An international team of European researchers led by scientists at King’s College London in the UK has discovered a blood-based test that can accurately predict 3.5 years in advance whether individuals diagnosed with mild cognitive impairment will go on to develop Alzheimer’s Disease.
Characterized by forgetfulness, slightly impaired judgment, and minor language problems – which together generally don’t impact daily life – mild cognitive impairment (MCI) represents the gray area between the normal cognitive slowdown we all experience in old age and much more serious dementia. Worldwide, about 15% of adults fifty and older experience MCI. Over age 65, one in nine American adults have developed Alzheimer’s, but the transition often takes years.
That makes an MCI diagnosis a solid impetus to take action to lower one’s risk of Alzheimer’s. Being bilingual, exercising, and eating a healthy diet are associated with slower progression of Alzheimer’s symptoms.
New pharmaceutical treatments can also slow the decline into dementia, especially if initiated early. But since the majority of people who experience MCI don’t progress to Alzheimer’s, and since the treatments are not cheap or without side effects, who should undertake these interventions? That’s where a predictive test can be extremely useful.
As they described in a study published to the journal Brain, the scientists took numerous serum samples (blood with all of the cells and clotting factors removed) from 56 individuals diagnosed with MCI over a 3.5 year timespan and observed whether those individuals went on to develop Alzheimer’s. The researchers mixed the serum samples with human brain cells from the hippocampus – one of the first brain regions damaged from Alzheimer’s – and watched what happened.
The test correctly identified 90% of people with MCI who would go on to develop Alzheimer’s.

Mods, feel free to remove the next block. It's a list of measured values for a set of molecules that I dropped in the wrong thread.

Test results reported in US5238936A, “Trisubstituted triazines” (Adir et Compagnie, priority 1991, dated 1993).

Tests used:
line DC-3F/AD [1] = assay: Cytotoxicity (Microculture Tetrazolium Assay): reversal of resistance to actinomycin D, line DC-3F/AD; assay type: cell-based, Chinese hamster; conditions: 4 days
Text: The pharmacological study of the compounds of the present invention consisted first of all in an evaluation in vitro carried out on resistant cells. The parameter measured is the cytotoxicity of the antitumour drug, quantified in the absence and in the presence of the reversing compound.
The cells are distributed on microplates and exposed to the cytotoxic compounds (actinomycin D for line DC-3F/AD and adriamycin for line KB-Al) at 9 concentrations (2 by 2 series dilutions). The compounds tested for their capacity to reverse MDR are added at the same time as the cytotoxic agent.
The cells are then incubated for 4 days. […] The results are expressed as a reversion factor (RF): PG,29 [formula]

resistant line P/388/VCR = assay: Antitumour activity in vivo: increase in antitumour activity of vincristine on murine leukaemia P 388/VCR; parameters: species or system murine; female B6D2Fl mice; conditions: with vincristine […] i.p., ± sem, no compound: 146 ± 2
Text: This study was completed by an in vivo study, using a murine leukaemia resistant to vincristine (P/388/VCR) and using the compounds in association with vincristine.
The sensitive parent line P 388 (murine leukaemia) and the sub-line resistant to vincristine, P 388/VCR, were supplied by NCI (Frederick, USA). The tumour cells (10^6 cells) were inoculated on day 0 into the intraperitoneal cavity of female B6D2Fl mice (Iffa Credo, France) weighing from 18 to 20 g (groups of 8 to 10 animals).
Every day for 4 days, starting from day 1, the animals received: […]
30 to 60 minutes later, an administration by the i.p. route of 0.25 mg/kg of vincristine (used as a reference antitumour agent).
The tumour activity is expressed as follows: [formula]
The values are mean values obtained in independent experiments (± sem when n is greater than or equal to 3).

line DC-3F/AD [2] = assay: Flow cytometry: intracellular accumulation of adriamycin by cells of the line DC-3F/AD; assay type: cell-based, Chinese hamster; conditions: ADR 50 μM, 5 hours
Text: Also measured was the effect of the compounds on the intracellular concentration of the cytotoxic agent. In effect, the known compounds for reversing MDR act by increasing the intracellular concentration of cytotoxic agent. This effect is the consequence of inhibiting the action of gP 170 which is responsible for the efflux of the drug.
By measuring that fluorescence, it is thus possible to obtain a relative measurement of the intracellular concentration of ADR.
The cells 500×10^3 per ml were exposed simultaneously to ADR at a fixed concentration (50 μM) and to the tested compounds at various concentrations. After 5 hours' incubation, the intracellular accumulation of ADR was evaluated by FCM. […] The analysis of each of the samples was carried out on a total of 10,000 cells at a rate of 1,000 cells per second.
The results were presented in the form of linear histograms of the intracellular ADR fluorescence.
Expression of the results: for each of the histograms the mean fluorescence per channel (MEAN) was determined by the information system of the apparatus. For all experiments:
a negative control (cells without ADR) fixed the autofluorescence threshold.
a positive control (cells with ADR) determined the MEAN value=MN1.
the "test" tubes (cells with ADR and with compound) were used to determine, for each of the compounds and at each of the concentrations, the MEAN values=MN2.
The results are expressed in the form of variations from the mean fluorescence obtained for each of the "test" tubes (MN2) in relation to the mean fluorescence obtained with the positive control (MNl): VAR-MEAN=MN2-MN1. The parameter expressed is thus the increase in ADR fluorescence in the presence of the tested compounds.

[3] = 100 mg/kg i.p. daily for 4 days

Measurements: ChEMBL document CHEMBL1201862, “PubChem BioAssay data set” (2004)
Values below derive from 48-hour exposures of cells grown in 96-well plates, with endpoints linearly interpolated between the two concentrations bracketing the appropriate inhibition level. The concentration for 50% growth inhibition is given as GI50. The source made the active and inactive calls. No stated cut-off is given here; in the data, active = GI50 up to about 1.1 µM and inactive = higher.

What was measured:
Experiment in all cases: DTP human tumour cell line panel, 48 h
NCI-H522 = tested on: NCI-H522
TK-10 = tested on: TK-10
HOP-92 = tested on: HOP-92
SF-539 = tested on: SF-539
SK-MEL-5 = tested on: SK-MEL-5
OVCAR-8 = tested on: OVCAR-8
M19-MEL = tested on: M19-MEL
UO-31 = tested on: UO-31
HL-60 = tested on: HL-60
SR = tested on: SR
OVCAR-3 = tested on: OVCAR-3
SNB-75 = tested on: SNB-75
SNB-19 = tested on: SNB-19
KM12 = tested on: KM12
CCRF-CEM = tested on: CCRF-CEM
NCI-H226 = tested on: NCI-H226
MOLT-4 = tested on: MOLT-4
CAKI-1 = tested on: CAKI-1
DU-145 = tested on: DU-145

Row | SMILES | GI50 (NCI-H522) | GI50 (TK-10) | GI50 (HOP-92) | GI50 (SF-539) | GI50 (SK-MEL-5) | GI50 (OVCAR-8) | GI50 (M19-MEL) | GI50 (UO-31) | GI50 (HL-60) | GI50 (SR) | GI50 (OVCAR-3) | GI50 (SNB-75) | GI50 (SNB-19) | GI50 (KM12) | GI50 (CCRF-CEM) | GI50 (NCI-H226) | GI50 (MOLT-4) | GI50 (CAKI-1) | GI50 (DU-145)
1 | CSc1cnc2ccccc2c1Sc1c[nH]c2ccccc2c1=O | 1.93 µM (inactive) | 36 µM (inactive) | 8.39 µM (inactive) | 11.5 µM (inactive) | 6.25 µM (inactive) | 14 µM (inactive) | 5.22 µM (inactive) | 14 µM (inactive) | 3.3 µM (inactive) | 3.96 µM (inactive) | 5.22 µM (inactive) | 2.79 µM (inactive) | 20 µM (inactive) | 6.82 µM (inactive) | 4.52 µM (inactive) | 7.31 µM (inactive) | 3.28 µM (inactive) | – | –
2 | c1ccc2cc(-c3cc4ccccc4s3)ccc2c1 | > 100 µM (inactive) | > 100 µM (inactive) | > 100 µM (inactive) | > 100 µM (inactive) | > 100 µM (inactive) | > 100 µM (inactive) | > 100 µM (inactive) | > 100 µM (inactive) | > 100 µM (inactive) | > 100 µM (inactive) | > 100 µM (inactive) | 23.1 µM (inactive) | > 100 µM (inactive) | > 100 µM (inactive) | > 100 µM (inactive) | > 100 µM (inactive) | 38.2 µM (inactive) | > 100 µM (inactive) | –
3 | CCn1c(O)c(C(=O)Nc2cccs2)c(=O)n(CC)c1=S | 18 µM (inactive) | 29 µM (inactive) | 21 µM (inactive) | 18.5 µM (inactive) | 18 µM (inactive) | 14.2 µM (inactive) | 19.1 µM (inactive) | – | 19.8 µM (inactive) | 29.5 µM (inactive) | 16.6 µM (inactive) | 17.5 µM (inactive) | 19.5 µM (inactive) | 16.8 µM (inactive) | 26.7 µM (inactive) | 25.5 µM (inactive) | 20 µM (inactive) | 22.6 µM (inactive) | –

They found that the serum of individuals who later went on to have Alzheimer’s resulted in decreased proliferation, increased cell death, and boosted neurogenesis (development of neurons) amongst the cultured brain cells. Then, coupling cellular measurements of these factors with a patient’s years of education, they formulated a test to predict whether someone would develop Alzheimer’s.
They subsequently validated this model with machine-based learning, finding that it correctly identified 90% of people who would go on to develop Alzheimer’s and 79% of people who would not.
“Our findings are extremely important, potentially allowing us to predict onset of Alzheimer’s early in a non-invasive fashion,” Dr. Edina Silajdžić, a clinical neuroscientist at King’s College London and joint first author of the study, said in a statement.
“It is now essential to validate these findings in a bigger and more diverse group of people,” Dr. Hyunah Lee, also a first author, added.
The present work isn’t the first to attempt to formulate a predictive test for Alzheimer’s, but it is one of the best so far. In 2021, researchers with IBM and Pfizer designed a test based on recognizing written language patterns, such as short and simple phrases, repeating and misspelling words, and skipping punctuation, which was 59% accurate at predicting a diagnosis within seven years.
Later that year, scientists at Lund University in Sweden described a tool that blended a blood test with a 10-minute cognitive assessment that was 90% accurate at predicting an Alzheimer’s diagnosis within four years. And late last year, a University of Washington team announced solid steps towards making a blood test that could predict Alzheimer’s disease a decade or more in advance.
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